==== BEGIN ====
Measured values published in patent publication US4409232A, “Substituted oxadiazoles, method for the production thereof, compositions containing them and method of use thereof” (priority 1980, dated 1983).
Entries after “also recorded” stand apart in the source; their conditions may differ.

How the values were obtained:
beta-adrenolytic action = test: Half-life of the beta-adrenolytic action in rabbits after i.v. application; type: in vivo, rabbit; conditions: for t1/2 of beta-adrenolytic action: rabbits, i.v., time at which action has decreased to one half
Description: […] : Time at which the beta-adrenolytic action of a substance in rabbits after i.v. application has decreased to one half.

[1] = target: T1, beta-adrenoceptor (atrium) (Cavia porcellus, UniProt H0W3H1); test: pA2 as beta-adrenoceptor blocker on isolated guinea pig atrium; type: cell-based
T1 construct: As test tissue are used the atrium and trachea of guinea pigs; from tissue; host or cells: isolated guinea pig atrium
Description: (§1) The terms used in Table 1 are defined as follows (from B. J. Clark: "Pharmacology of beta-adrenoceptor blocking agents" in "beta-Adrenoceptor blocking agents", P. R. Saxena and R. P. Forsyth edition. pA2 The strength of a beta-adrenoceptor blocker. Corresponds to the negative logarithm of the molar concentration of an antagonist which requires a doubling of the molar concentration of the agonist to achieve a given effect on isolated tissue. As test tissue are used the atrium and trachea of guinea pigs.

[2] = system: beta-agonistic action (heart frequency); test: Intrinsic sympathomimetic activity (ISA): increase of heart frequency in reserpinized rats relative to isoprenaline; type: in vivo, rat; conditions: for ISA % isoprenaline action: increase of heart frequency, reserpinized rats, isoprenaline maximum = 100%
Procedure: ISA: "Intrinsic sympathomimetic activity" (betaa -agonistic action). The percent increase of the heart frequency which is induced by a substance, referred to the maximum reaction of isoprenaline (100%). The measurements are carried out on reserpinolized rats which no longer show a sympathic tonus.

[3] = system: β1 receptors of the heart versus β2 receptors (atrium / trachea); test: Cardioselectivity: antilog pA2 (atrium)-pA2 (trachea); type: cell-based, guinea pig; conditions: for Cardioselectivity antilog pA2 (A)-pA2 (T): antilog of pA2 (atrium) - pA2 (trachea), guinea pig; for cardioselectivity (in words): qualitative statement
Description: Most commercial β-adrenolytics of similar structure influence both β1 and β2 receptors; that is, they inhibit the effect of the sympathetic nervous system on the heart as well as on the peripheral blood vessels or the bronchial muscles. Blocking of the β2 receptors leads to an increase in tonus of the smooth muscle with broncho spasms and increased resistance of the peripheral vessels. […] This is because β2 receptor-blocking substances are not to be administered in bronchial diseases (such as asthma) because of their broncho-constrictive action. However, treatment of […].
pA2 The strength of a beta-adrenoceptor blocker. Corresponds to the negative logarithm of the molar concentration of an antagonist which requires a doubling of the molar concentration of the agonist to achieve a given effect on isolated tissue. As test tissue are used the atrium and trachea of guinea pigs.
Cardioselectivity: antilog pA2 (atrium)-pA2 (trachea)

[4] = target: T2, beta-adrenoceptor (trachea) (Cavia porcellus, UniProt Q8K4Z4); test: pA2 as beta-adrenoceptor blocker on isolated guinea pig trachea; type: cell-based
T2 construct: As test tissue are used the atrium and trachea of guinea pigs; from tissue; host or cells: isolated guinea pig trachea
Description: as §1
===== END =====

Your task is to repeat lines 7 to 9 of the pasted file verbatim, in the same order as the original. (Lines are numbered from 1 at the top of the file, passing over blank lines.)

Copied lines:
T1 construct: As test tissue are used the atrium and trachea of guinea pigs; from tissue; host or cells: isolated guinea pig atrium
Description: (§1) The terms used in Table 1 are defined as follows (from B. J. Clark: "Pharmacology of beta-adrenoceptor blocking agents" in "beta-Adrenoceptor blocking agents", P. R. Saxena and R. P. Forsyth edition. pA2 The strength of a beta-adrenoceptor blocker. Corresponds to the negative logarithm of the molar concentration of an antagonist which requires a doubling of the molar concentration of the agonist to achieve a given effect on isolated tissue. As test tissue are used the atrium and trachea of guinea pigs.

[2] = system: beta-agonistic action (heart frequency); test: Intrinsic sympathomimetic activity (ISA): increase of heart frequency in reserpinized rats relative to isoprenaline; type: in vivo, rat; conditions: for ISA % isoprenaline action: increase of heart frequency, reserpinized rats, isoprenaline maximum = 100%